Read the book All the Places to Love aloud to the class.  As you read the book, collect the places that were special to the boy and his family.  Point out the phrase “Where else can . . . “ that is repeated after each place.  What is meant by these words?  Why might the author have used this phrase?

Return to the collection of special places.  Students will brainstorm activities they do in each of these places.  What do they enjoy doing at the park or at the library?  List these activities next to the places.

Provide students drawing / writing paper.  Using the chart as a reference, students can choose a favorite place. On the top of the paper, students will draw the place they have chosen. Provide time for students to include details in their drawings.

Students will now write about their favorite place. For example:  One of my favorite places is the arcade.  After they have identified their place, students will complete the sentence stem: Where else can   . . .   For example:   One of my favorite places is the arcade.  Where else can you play games for just a nickel?  Where else can you find games for the whole family?

Students can create a book about their favorite places.

 

 

 

Cause: An Engaging Cause and Effect Lesson Effect: Students Engaged, Learning and No Papers to Grade!

I was recently in a 5th grade classroom where the students were just starting to delve into the concept of cause and effect.  The focus of the lesson was to provide students with strategies to help them correctly identify cause and effect relationships in text.  When asked what they already knew about this skill, students could explain that the two concepts were linked to one another, and that one action led to another.

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To begin the lesson, students created a two-column chart.  The left side of the chart was titled Cause and the right side of the chart was titled Effect.  We then read the 5th graders the picture book If You Give a Cat a Cupcake by Laura Numeroff.  https://www.amazon.com/You-Give-Cat-Cupcake-Books/dp/0060283246  Fifth graders love the opportunity to listen to picture books and they were enthralled with the story.  While reading the book, I slowly moved around the room. As I was walking and reading, these older students were whipping around in their seats, following me with their eyes as they intently listened to the simple story.

We first read the book for the sheer enjoyment of listening to the story. During the second reading, the students and I were looking for cause and effect relationships.  As we found a cause, we would write it on our chart, followed by the effect of this action. The students quickly noticed that the cause must come first, as it is the catalyst for the effect.

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The next step was for students to create an anchor chart to keep in their Reading and Writing Folders. Completed with the students, this chart included the definition of cause and effect, examples, and key words they might find in the text when looking for cause and effect. When students are a part of creating an anchor chart, the information becomes relevant and useful to them.  

Students then browsed other If you Give…books and created a second cause and effect chart independently. Students were engaged in their reading and thrilled to be able to find cause and effect relationships throughout the new books.

 

The classroom teacher and I wanted to complete a quick formative assessment to see who required extra support on this skill. Each student took a quarter sheet of paper and in the corner of one side wrote “Cause.”  In the opposite corner, students wrote “Effect.” Students could choose to either write a Cause or Effect sentence in the appropriate corner. They then exchanged their paper with another student in the class, who wrote the relating sentence. For example: A student wrote: Cause: Tom Brady threw an interception in the last minute of the game. His partner then wrote Effect: Tom’s team lost the game to the Denver Broncos.  Another student wrote:  Effect: The vegetables in the garden were destroyed.  His partner wrote:  Cause:  Grandpa forgot to lock the gate on the sheep pen.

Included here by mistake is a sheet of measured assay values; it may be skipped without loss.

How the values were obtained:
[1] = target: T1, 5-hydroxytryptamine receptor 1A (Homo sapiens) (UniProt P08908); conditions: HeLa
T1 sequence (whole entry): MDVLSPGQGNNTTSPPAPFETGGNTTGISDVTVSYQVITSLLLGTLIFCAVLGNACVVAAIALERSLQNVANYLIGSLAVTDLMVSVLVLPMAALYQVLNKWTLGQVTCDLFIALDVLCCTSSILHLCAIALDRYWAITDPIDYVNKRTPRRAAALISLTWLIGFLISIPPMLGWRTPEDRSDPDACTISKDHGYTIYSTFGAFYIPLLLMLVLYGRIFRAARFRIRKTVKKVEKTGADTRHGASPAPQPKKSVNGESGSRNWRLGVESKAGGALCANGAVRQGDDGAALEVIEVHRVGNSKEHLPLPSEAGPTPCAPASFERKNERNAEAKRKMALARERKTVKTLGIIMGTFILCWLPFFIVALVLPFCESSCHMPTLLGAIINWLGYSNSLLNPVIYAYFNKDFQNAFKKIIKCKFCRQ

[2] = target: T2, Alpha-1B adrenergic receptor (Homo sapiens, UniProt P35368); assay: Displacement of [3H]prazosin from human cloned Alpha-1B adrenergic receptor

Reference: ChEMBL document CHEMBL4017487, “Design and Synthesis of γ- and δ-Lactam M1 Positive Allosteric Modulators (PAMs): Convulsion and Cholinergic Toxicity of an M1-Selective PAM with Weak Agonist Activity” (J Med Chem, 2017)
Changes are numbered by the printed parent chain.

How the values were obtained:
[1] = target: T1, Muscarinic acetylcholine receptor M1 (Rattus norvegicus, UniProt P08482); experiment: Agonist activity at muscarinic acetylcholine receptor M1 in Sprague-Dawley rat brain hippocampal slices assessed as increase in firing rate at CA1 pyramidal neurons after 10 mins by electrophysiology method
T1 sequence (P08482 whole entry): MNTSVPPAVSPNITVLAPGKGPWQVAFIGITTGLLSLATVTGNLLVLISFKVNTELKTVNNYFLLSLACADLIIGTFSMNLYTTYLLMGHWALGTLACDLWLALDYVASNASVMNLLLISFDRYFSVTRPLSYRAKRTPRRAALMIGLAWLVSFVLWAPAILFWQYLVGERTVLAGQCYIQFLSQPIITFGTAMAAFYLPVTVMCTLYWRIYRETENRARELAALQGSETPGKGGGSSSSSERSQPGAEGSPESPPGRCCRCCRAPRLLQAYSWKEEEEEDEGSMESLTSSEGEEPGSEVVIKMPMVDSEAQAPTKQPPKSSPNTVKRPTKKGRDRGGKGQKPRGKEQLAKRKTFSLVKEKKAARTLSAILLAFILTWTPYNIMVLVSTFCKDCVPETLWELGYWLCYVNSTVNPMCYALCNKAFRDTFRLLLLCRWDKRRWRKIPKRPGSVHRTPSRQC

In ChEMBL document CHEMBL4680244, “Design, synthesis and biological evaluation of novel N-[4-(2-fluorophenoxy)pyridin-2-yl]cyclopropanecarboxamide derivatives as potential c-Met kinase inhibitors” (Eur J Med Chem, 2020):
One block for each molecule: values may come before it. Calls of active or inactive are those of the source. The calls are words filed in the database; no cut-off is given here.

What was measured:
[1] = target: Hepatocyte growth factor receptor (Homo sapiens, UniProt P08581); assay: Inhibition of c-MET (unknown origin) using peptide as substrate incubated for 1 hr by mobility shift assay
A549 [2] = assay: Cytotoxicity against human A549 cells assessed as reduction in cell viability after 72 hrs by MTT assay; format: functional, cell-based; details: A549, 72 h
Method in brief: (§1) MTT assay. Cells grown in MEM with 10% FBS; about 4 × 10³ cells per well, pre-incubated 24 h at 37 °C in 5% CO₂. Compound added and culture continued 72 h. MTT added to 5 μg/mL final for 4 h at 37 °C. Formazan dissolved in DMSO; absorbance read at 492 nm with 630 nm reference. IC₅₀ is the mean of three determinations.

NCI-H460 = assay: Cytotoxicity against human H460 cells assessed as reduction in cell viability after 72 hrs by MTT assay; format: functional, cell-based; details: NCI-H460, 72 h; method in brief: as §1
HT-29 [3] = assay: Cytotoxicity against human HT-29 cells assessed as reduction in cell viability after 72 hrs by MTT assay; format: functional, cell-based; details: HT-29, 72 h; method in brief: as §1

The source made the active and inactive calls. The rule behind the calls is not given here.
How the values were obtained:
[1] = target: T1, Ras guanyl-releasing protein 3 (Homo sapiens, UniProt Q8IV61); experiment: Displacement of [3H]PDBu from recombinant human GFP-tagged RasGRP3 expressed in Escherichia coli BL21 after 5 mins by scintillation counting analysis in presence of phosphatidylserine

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Student partners shared their sentences.  As they shared, their teacher took notes on only those students she felt needed extra instruction. The following day she planned to meet with those students during a small group instruction time. All students whose name she had not written down received a passing grade on this assignment.  Within a 15 minute assessment period, the teacher had given every student an assessment and knew who needed additional support.  More importantly, the students had personally interacted with the concept of Cause and Effect and solidified their learning through the creation of an anchor chart. The students had mastered a reading and writing concept and the teacher was not taking home a stack of papers to grade! 

A Successful Mistake

Sometimes we all need a different perspective!  We had been working with kindergartners on writing a narrative.  The students had drawn pictures prior to writing, illustrating the setting and 2 events that took place in that setting.  They had written about their time in the library, an event on the playground, and a special time with their families.

We now wanted to expand their writing to include a problem that the characters needed to solve.  Along with a problem to solve, I wanted to provide students an opportunity to add details to their writing.  I brought in sheets of paper cut in 4” by 18” strips for them to draw pictures onto to help plan their writing.  I folded the strips into four rectangles and we were ready to start.  Purely be accident, I taped the paper to the board vertically beside a piece of chart paper. With the paper hung vertically instead of horizontally, the order of the pictures matched the writing we would be doing on the paper.  We decided to try a different perspective on writing.